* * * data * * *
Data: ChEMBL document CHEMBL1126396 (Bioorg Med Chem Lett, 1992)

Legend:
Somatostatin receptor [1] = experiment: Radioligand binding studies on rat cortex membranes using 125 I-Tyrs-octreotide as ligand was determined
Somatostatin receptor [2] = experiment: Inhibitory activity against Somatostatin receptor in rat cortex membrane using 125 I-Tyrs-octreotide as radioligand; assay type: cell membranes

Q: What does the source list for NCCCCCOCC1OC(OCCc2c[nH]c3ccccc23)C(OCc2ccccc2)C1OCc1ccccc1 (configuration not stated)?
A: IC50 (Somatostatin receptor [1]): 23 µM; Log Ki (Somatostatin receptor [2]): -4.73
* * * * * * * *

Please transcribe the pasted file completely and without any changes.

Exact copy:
Data: ChEMBL document CHEMBL1126396 (Bioorg Med Chem Lett, 1992)

Legend:
Somatostatin receptor [1] = experiment: Radioligand binding studies on rat cortex membranes using 125 I-Tyrs-octreotide as ligand was determined
Somatostatin receptor [2] = experiment: Inhibitory activity against Somatostatin receptor in rat cortex membrane using 125 I-Tyrs-octreotide as radioligand; assay type: cell membranes

Q: What does the source list for NCCCCCOCC1OC(OCCc2c[nH]c3ccccc23)C(OCc2ccccc2)C1OCc1ccccc1 (configuration not stated)?
A: IC50 (Somatostatin receptor [1]): 23 µM; Log Ki (Somatostatin receptor [2]): -4.73